This makes the negotiations towards a post-Kyoto agreement in Copenhagen vital. Despite the financial crisis and pressure on national budgets, we need a long-term, market-based policy framework to emerge from Copenhagen, with clear reduction targets wherever possible and a ‘cap-and-trade’ carbon market system.
Ideally, we need a reduction of 20-30% by 2020 and 50-80% by 2050 compared with 1990 levels.
Simon Lee, chief executive, international businesses, RSA
When world leaders join together in Copenhagen to discuss climate change, we need to be very conscious of the impact these discussions will have on the insurance industry.
Insurance is all about helping customers manage risk. The industry is able to help customers understand the level of risk they face and underwrite that risk to give security, but also to respond when the worst happens. We touch every part of the economy, helping customers prevent losses and get their lives back on track.
Climate change poses many risks to the planet and our industry, and we have a vital role to play in helping the transition to a low-carbon global economy. This presents insurers with opportunities and the summit provides an excellent platform for these.
The diminishing role of the Arctic in helping to mitigate the effects of climate change is cause for concern. More severe or frequent weather conditions hit our customers and affect our business. In recent years, in the UK, Canada and elsewhere, we’ve seen in stark terms the devastating impact of flooding and windstorm damage. This directly affects us but, crucially, it also affects our customers and we cannot and should not duck the issue.
Behaving responsibly and ethically in managing our businesses directly influences the environment, the people and the communities in which we operate.
As an industry, our approach must be practical and focused on the main business impacts; delivering commercial benefits while recognising the value we add to society. Sustainability is going to be key to the future success of business. A business that can manage this well shows it is a well-managed business.
Andrew Torrance, chief executive, Allianz and chair, ClimateWise
As our political leaders take their seats at the negotiating table in Copenhagen, their goal is to deliver a global deal on climate change that will arrest the rise in average temperatures at a maximum of 2°C.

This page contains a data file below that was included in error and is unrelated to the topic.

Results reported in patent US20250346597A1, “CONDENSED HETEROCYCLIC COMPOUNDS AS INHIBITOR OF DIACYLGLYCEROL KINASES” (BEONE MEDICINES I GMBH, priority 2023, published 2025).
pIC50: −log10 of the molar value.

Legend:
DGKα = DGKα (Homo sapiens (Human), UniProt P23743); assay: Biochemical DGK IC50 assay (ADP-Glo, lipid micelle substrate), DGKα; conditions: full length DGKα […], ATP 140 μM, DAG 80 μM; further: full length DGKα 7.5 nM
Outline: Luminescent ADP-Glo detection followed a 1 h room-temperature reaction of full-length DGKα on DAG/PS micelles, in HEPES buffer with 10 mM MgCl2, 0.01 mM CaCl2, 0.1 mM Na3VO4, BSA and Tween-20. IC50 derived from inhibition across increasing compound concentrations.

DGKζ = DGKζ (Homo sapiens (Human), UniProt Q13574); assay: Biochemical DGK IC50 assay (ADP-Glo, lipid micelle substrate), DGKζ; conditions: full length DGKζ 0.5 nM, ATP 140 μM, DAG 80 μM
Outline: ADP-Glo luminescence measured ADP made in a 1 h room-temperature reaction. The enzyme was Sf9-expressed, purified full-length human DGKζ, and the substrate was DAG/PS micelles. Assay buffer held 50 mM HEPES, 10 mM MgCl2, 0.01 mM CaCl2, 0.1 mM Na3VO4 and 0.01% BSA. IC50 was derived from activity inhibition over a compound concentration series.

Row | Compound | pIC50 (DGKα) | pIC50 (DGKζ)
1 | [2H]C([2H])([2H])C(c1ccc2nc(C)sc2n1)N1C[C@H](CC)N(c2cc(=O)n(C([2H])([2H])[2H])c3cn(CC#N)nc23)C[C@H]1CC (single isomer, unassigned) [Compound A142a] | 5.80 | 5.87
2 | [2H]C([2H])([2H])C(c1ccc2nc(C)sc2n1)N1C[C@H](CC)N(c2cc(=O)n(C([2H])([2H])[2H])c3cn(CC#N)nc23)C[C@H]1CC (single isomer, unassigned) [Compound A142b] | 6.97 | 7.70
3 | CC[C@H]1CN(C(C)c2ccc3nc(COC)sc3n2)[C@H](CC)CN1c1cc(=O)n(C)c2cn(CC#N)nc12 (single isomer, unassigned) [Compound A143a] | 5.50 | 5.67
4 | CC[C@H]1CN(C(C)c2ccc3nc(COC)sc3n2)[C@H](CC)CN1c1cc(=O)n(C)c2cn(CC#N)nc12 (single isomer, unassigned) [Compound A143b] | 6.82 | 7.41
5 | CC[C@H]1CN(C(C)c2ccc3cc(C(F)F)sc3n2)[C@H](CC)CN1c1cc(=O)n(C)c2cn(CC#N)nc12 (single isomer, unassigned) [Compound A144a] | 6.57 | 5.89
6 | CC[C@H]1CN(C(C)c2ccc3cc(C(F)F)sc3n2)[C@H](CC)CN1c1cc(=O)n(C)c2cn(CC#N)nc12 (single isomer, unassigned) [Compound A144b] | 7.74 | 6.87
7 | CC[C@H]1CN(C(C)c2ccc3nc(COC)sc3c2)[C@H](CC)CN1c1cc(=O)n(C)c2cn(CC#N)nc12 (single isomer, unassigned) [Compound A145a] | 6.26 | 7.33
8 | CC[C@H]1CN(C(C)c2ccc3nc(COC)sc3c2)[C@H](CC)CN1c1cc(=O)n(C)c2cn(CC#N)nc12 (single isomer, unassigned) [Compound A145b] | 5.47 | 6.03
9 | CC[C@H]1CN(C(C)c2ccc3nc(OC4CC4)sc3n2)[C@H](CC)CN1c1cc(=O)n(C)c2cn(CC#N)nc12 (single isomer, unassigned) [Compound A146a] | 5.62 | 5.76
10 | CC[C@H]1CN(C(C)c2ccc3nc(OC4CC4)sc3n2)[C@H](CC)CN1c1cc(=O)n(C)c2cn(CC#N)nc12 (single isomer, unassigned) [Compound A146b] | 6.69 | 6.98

ClimateWise, the global collaboration of leading insurers, fully supports this aim. We believe that the climate crisis poses a systemic risk to the global economy.
Developed countries should agree to a 2020 emissions reduction target of 40% over 1990 levels and major developing countries should agree to a substantial reduction relative to business as usual. This is the boldest set of targets backed by any industry group and reflects our professional duties as managers of risk. We must seek the best chances of success in reducing the impacts of climate change or there will be devastating consequences for the world.
Eight-six per cent of ClimateWise members have disclosed their greenhouse gas emissions using a globally recognised standard, up on 56% last year. However, not all of them have begun to use this data to develop targets on how to reduce emissions – a challenge for 2010.
Policymakers are facing enormous pressures from powerful industries that lobby governments hard in an attempt to limit the impact a global deal could have on the levels of carbon they currently send into our atmosphere.
There is a danger that many of these justifications for maintaining the status quo may be attractive to those at the UN summit. But I believe the insurance industry, with its long-term and holistic view of the risks faced by governments, economies and societies around the world, is now speaking convincingly with one voice to demand an ambitious pathway towards the required emissions reduction. This journey simply must not be delayed.
A fair wind for renewables